2. The eyeglass case of claim 1, said cleaning means comprising a cloth folded on itself so as to form an open cleaning pocket for said lens, said cleaning pocket being transversely disposed to said other pockets and wherein one surface of said cloth is facingly disposed to said flexible sheet.
3. The eyeglass case of claim 2, said flexible sheet comprising a stretchable material so as to be stretched by said fingers to contact said cloth.
4. The eyeglass case of claim 2, further comprising Velcro means operatively associated with the flexible sheet and the cleaning cloth surface facingly disposed therewith so that said cloth is releasably attached to said case.
5. The eyeglass case of claim 4, further comprising a hinge mounted to said case and transversely disposed thereto so as to engage the folded portion of the cloth so that said cloth may be adjustable about said hinge.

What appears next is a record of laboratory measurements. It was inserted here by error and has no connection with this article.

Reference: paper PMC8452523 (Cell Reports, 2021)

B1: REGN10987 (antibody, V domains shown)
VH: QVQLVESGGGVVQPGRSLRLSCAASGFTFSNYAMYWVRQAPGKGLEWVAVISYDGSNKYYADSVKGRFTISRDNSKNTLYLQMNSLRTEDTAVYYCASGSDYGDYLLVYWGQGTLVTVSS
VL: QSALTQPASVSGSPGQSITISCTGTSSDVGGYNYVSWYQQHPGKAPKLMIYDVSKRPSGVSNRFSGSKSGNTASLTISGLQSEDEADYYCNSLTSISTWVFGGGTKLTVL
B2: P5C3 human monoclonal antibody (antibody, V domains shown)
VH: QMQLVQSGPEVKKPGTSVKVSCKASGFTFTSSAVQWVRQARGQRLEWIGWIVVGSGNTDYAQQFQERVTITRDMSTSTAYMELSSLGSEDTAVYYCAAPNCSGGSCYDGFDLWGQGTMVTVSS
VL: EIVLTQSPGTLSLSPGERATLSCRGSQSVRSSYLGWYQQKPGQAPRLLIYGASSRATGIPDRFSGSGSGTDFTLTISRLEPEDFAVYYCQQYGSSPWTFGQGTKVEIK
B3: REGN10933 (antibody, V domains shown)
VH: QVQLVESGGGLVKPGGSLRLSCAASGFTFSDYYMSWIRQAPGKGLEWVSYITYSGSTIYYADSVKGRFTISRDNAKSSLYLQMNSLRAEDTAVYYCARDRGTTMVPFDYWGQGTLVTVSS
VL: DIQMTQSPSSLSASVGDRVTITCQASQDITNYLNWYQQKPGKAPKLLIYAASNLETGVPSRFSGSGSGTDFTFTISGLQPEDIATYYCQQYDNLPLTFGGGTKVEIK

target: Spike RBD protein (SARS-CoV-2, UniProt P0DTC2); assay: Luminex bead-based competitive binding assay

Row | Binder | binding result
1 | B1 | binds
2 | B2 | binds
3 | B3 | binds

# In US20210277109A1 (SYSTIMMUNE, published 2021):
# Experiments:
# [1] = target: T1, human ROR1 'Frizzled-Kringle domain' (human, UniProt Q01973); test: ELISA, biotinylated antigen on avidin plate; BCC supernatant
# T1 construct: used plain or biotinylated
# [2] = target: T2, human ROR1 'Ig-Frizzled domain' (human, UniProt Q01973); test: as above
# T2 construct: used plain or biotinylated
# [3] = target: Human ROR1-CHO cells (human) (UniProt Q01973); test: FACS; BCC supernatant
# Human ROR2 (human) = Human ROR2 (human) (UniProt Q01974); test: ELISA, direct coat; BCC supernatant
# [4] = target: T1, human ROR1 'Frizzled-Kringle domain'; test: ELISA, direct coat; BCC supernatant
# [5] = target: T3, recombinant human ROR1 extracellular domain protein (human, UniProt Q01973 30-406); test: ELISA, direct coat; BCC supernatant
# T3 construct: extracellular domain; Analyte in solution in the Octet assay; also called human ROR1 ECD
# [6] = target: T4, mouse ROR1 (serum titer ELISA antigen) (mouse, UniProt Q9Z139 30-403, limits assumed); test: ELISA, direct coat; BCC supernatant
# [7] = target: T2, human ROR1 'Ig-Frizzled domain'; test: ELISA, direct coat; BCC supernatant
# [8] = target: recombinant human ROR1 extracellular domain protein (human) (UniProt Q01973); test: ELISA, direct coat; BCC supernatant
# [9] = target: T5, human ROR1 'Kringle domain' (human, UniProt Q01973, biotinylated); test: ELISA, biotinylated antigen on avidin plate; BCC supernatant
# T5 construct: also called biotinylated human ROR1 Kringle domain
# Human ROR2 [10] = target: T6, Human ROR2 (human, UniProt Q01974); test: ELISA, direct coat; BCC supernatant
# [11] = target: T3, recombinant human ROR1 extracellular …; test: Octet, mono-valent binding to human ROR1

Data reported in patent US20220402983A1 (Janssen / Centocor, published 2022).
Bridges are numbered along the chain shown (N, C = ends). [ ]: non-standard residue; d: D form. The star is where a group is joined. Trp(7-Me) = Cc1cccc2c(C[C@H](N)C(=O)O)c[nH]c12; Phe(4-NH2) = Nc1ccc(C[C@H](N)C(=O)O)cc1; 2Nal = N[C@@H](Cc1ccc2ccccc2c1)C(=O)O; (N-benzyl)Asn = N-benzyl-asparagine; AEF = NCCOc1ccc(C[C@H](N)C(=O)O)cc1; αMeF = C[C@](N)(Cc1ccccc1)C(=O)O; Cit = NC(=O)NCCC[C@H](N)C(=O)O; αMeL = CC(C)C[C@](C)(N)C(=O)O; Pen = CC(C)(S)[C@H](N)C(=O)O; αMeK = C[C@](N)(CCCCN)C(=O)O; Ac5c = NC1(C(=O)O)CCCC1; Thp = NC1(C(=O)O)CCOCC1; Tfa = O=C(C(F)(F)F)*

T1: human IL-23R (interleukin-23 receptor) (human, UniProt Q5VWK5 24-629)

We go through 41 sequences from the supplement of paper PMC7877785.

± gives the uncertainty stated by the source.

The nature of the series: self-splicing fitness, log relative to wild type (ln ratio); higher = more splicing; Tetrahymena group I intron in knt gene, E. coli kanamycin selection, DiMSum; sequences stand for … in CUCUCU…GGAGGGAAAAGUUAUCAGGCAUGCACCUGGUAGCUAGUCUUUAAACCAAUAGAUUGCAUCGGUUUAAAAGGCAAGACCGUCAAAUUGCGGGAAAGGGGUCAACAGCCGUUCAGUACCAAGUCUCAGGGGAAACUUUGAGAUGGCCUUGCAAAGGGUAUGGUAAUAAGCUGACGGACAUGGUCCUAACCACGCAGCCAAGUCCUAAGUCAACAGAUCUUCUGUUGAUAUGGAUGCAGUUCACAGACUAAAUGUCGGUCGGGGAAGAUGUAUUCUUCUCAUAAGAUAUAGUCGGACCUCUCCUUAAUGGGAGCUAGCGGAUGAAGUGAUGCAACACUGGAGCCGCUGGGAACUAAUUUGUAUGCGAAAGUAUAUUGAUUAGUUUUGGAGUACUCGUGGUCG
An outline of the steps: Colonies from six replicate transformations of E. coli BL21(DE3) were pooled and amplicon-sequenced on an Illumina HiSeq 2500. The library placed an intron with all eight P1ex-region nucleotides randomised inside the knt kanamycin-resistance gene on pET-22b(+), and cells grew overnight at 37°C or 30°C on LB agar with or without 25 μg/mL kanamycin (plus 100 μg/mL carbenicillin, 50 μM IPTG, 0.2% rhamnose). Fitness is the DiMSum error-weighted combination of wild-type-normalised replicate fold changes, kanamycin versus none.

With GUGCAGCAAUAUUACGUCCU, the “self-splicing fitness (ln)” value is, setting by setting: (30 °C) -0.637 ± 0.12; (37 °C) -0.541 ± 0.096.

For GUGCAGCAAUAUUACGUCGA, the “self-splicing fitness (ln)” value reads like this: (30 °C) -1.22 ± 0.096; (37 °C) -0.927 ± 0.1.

6. The eyeglass case of claim 1, wherein said flexible sheet comprises stretchable rubber.
7. An eyeglass case comprising a pair of opposed members, said members being attached so as to form a pocket sized to receive a pair of folded eyeglasses, one of said members comprising a stretchable material, and a lens cleaning sheet attached to said case and being opposed to said stretchable material, whereby with the eyeglasses removed, the fingers of the user may be inserted and against said material to in turn press the cleaning sheet against the lens of the eyegalsses.
8. The eyeglass case of claim 7, wherein said cleaning sheet is folded on itself to form a slot for receiving the lens of the unfolded eyeglasses within the folded sheet.
9. The eyeglass case of claim 7, wherein said stretchable material is a sheet being of about the same area of the cleaning sheet opposed thereto.